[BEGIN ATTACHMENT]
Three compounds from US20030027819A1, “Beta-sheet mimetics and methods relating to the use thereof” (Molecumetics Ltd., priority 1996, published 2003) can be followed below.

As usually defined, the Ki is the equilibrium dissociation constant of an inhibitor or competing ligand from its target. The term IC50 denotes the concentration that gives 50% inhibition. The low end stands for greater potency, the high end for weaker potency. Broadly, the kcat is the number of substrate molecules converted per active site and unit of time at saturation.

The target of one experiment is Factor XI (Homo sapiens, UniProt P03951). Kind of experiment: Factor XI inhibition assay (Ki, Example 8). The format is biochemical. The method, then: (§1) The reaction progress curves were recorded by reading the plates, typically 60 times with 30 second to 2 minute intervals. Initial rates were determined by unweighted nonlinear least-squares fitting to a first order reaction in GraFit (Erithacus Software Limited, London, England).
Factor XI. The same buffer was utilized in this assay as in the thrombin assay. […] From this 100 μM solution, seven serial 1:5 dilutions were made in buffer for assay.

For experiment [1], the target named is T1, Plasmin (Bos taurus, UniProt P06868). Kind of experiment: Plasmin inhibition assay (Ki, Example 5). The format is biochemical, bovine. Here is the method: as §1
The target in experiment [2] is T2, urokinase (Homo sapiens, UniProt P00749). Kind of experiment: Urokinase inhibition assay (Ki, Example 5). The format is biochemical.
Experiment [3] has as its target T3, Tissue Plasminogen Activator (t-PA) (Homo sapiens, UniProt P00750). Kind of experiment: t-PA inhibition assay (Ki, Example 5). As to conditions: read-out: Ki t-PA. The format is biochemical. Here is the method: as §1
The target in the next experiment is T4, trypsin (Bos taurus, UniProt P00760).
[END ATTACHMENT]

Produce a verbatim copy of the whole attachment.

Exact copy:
Three compounds from US20030027819A1, “Beta-sheet mimetics and methods relating to the use thereof” (Molecumetics Ltd., priority 1996, published 2003) can be followed below.

As usually defined, the Ki is the equilibrium dissociation constant of an inhibitor or competing ligand from its target. The term IC50 denotes the concentration that gives 50% inhibition. The low end stands for greater potency, the high end for weaker potency. Broadly, the kcat is the number of substrate molecules converted per active site and unit of time at saturation.

The target of one experiment is Factor XI (Homo sapiens, UniProt P03951). Kind of experiment: Factor XI inhibition assay (Ki, Example 8). The format is biochemical. The method, then: (§1) The reaction progress curves were recorded by reading the plates, typically 60 times with 30 second to 2 minute intervals. Initial rates were determined by unweighted nonlinear least-squares fitting to a first order reaction in GraFit (Erithacus Software Limited, London, England).
Factor XI. The same buffer was utilized in this assay as in the thrombin assay. […] From this 100 μM solution, seven serial 1:5 dilutions were made in buffer for assay.

For experiment [1], the target named is T1, Plasmin (Bos taurus, UniProt P06868). Kind of experiment: Plasmin inhibition assay (Ki, Example 5). The format is biochemical, bovine. Here is the method: as §1
The target in experiment [2] is T2, urokinase (Homo sapiens, UniProt P00749). Kind of experiment: Urokinase inhibition assay (Ki, Example 5). The format is biochemical.
Experiment [3] has as its target T3, Tissue Plasminogen Activator (t-PA) (Homo sapiens, UniProt P00750). Kind of experiment: t-PA inhibition assay (Ki, Example 5). As to conditions: read-out: Ki t-PA. The format is biochemical. Here is the method: as §1
The target in the next experiment is T4, trypsin (Bos taurus, UniProt P00760).